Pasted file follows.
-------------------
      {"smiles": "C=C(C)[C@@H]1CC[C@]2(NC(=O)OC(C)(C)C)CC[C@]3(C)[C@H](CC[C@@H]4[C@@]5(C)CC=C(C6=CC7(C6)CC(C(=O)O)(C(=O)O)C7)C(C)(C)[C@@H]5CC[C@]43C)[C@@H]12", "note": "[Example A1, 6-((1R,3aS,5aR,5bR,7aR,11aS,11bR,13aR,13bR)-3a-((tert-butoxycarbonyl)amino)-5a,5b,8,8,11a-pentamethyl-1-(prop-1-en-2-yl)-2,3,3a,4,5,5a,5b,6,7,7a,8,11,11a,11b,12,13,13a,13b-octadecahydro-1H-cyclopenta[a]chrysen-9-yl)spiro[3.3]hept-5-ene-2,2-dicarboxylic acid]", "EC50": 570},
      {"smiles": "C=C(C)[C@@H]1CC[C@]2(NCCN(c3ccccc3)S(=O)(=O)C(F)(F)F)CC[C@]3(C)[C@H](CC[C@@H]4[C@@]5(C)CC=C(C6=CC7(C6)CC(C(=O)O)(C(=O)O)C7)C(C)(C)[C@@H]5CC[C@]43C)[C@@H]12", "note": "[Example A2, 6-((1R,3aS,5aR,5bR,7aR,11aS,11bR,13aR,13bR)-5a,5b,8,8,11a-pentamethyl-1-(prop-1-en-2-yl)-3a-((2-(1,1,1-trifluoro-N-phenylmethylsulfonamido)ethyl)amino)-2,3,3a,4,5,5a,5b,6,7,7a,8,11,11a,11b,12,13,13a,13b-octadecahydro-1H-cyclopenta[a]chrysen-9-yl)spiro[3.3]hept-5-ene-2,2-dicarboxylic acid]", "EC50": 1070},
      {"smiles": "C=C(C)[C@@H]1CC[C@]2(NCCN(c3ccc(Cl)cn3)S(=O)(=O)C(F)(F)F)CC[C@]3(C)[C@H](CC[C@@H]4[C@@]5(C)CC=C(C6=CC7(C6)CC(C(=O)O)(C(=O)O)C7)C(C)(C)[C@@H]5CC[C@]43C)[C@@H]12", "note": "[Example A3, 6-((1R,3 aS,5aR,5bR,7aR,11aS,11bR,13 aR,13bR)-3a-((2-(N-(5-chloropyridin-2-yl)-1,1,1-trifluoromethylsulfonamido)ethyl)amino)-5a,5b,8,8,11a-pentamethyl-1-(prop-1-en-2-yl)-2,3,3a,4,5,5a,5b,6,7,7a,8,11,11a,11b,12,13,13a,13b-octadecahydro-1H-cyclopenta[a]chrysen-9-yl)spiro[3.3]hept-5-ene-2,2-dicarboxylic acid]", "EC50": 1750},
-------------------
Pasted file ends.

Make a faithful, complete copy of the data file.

      {"smiles": "C=C(C)[C@@H]1CC[C@]2(NC(=O)OC(C)(C)C)CC[C@]3(C)[C@H](CC[C@@H]4[C@@]5(C)CC=C(C6=CC7(C6)CC(C(=O)O)(C(=O)O)C7)C(C)(C)[C@@H]5CC[C@]43C)[C@@H]12", "note": "[Example A1, 6-((1R,3aS,5aR,5bR,7aR,11aS,11bR,13aR,13bR)-3a-((tert-butoxycarbonyl)amino)-5a,5b,8,8,11a-pentamethyl-1-(prop-1-en-2-yl)-2,3,3a,4,5,5a,5b,6,7,7a,8,11,11a,11b,12,13,13a,13b-octadecahydro-1H-cyclopenta[a]chrysen-9-yl)spiro[3.3]hept-5-ene-2,2-dicarboxylic acid]", "EC50": 570},
      {"smiles": "C=C(C)[C@@H]1CC[C@]2(NCCN(c3ccccc3)S(=O)(=O)C(F)(F)F)CC[C@]3(C)[C@H](CC[C@@H]4[C@@]5(C)CC=C(C6=CC7(C6)CC(C(=O)O)(C(=O)O)C7)C(C)(C)[C@@H]5CC[C@]43C)[C@@H]12", "note": "[Example A2, 6-((1R,3aS,5aR,5bR,7aR,11aS,11bR,13aR,13bR)-5a,5b,8,8,11a-pentamethyl-1-(prop-1-en-2-yl)-3a-((2-(1,1,1-trifluoro-N-phenylmethylsulfonamido)ethyl)amino)-2,3,3a,4,5,5a,5b,6,7,7a,8,11,11a,11b,12,13,13a,13b-octadecahydro-1H-cyclopenta[a]chrysen-9-yl)spiro[3.3]hept-5-ene-2,2-dicarboxylic acid]", "EC50": 1070},
      {"smiles": "C=C(C)[C@@H]1CC[C@]2(NCCN(c3ccc(Cl)cn3)S(=O)(=O)C(F)(F)F)CC[C@]3(C)[C@H](CC[C@@H]4[C@@]5(C)CC=C(C6=CC7(C6)CC(C(=O)O)(C(=O)O)C7)C(C)(C)[C@@H]5CC[C@]43C)[C@@H]12", "note": "[Example A3, 6-((1R,3 aS,5aR,5bR,7aR,11aS,11bR,13 aR,13bR)-3a-((2-(N-(5-chloropyridin-2-yl)-1,1,1-trifluoromethylsulfonamido)ethyl)amino)-5a,5b,8,8,11a-pentamethyl-1-(prop-1-en-2-yl)-2,3,3a,4,5,5a,5b,6,7,7a,8,11,11a,11b,12,13,13a,13b-octadecahydro-1H-cyclopenta[a]chrysen-9-yl)spiro[3.3]hept-5-ene-2,2-dicarboxylic acid]", "EC50": 1750},